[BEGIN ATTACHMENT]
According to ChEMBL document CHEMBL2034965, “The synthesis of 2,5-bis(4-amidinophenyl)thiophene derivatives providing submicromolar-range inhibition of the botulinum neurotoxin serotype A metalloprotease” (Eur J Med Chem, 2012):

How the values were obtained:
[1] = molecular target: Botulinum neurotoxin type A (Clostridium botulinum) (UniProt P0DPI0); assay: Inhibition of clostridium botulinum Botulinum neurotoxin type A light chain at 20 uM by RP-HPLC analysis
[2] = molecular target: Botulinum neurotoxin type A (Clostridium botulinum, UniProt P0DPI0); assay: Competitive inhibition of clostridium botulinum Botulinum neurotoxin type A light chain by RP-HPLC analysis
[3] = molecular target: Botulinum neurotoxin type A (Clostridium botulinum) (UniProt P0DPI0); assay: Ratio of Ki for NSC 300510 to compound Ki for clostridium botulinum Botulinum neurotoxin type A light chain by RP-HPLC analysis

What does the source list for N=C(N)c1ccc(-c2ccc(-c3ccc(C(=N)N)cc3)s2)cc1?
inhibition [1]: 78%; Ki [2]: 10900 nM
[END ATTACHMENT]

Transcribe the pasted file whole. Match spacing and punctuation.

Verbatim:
According to ChEMBL document CHEMBL2034965, “The synthesis of 2,5-bis(4-amidinophenyl)thiophene derivatives providing submicromolar-range inhibition of the botulinum neurotoxin serotype A metalloprotease” (Eur J Med Chem, 2012):

How the values were obtained:
[1] = molecular target: Botulinum neurotoxin type A (Clostridium botulinum) (UniProt P0DPI0); assay: Inhibition of clostridium botulinum Botulinum neurotoxin type A light chain at 20 uM by RP-HPLC analysis
[2] = molecular target: Botulinum neurotoxin type A (Clostridium botulinum, UniProt P0DPI0); assay: Competitive inhibition of clostridium botulinum Botulinum neurotoxin type A light chain by RP-HPLC analysis
[3] = molecular target: Botulinum neurotoxin type A (Clostridium botulinum) (UniProt P0DPI0); assay: Ratio of Ki for NSC 300510 to compound Ki for clostridium botulinum Botulinum neurotoxin type A light chain by RP-HPLC analysis

What does the source list for N=C(N)c1ccc(-c2ccc(-c3ccc(C(=N)N)cc3)s2)cc1?
inhibition [1]: 78%; Ki [2]: 10900 nM